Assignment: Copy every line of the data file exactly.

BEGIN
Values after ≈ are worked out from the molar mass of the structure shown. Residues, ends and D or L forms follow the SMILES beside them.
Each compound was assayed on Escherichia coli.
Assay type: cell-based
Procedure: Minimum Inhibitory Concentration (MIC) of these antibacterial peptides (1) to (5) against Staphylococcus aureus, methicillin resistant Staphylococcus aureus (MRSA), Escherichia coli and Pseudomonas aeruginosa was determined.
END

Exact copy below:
Values after ≈ are worked out from the molar mass of the structure shown. Residues, ends and D or L forms follow the SMILES beside them.
Each compound was assayed on Escherichia coli.
Assay type: cell-based
Procedure: Minimum Inhibitory Concentration (MIC) of these antibacterial peptides (1) to (5) against Staphylococcus aureus, methicillin resistant Staphylococcus aureus (MRSA), Escherichia coli and Pseudomonas aeruginosa was determined.